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City of Houston extends emergency health declaration

Harris County commissioners also approve an extension of the county's public health disaster declaration.

HOUSTON — Houston City Council is extending the city’s emergency health declaration related to COVID-19.

They voted this morning during an emergency meeting.

All city-sponsored, promoted and permitted events scheduled through the end of April will be postponed or cancelled. 

The declaration also lets the city get federal help and gives them more flexibility to manage resources.

“I firmly believe that what we have done already has helped to save lives already,” said Mayor Turner. “If we were not to act then we are jeopardizing the lives of everybody within our city and within our region.”

The extension lasts indefinitely, which some council members said is good given the unpredictable nature of this virus.

“We could all get sick," District A Councilwoman Amy Peck said. "I mean, we all talk to so many people, we’re at so many meetings. We have to have that possibility that we might not be able to come back to extend this declaration, and then what happens at that point?”

District G Council Member Greg Travis cast the only vote against the extension, however. He wanted the council to decide each week whether an extension was needed.

“This is too important of a topic economically and health-wise not to have council involved to such an extent,” Travis said.

District C Councilwoman Abbie Kamin is currently self-quarantining. She tweeted she was recently in contact with a family member who may have been exposed to COVID-19 but isn’t able to be tested. Kamin added that she feels great and is doing this out of an abundance of caution.

Kamin followed Tuesday’s meeting from home.

“Luckily my family member was able to get tested this morning, but we all decided out of an abundance of caution to self-quarantine until those results come in,” Kamin told KHOU Tuesday afternoon through a FaceTime interview.

Council Member Kamin said she’s able to work remotely downstairs while her husband works upstairs. 

“My husband and I feel great,” said she said. “Nobody should be worried. Nobody should be concerned.”

The District C office remains open.

Other changes

Another change at City Hall: Starting next Tuesday, there will be no proclamation presentations during the city council public sessions. They’ll also limit the number of people in the chamber.

Harris County extension

Harris County was also placed under a public health disaster declaration, activating the county's emergency management plan.

On Tuesday, Harris County Judge Lina Hidalgo said she wanted to approve an extension of the disaster declaration until April 29, but commissioners decided to approve it until March 25. 

The court will re-convene on March 24 and will re-assess, possibly extending their declaration.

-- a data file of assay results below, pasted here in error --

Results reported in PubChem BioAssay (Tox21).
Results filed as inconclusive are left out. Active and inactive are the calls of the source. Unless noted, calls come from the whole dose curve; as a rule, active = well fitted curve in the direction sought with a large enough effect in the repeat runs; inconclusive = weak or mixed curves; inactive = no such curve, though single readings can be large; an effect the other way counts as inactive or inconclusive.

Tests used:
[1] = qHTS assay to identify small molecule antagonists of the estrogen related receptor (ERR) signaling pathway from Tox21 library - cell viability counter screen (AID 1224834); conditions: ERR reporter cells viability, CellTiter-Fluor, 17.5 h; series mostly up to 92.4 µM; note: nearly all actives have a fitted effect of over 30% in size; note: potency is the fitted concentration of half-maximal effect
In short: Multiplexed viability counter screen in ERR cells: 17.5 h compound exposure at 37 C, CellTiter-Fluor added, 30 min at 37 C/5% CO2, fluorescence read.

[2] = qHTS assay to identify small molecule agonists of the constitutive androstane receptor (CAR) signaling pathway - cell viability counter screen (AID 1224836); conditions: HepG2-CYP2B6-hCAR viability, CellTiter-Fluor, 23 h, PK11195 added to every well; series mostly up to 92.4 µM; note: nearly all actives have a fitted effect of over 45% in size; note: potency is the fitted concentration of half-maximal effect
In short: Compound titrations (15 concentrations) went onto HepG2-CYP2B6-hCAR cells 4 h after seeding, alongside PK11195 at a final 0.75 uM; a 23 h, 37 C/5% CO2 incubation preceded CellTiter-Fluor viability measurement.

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What's the difference between an emergency health declaration and disaster declaration?

An emergency health declaration is issued when a disease or disorder presents a public health emergency or that a public health emergency, including significant outbreaks of infectious disease or bioterrorist attacks, otherwise exists, according to the Department of Health and Human Services (HHS). 

Turner said an emergency health declaration gives him and his staff flexibility in acquiring goods or services needed to combat the coronavirus, managing resources and getting federal help.

The Harris County Judge's Office says a disaster declaration allows the County to make emergency-related expenditures without having to wait and seek approval from Commissioner's Court.

Coronavirus symptoms

The symptoms of coronavirus can be similar to the flu or a bad cold. Symptoms include a fever, cough and shortness of breath, according to the Centers for Disease Control.

Most healthy people will have mild symptoms. A study of more than 72,000 patients by the Centers for Disease Control in China showed 80 percent of the cases there were mild.

But infections can cause pneumonia, severe acute respiratory syndrome, kidney failure and even death, according to the World Health Organization. Older people with underlying health conditions are most at risk.

The CDC believes symptoms may appear anywhere from two to 14 days after being exposed.

Human coronaviruses are usually spread through...

  • The air by coughing or sneezing
  • Close personal contact, such as touching or shaking hands
  • Touching an object or surface with the virus on it, then touching your mouth, nose or eyes before washing your hands.

Help stop the spread of coronavirus

  • Stay home when you are sick.
  • Eat and sleep separately from your family members
  • Use different utensils and dishes
  • Cover your cough or sneeze with your arm, not your hand.
  • If you use a tissue, throw it in the trash.

Lower your risk

  • Wash your hands often with soap and water for at least 20 seconds. If soap and water are not available, use an alcohol-based hand sanitizer.
  • Avoid touching your eyes, nose, and mouth with unwashed hands.
  • Avoid close contact with people who are sick.
  • Clean and disinfect frequently touched objects and surfaces.
  • If you are 60 or over and have an underlying health condition such as cardiovascular disease, diabetes or respiratory illnesses like asthma or COPD, the World Health Organization advises you to try to avoid crowds or places where you might interact with people who are sick.

Get complete coverage of the coronavirus by texting 'FACTS' to 713-526-1111.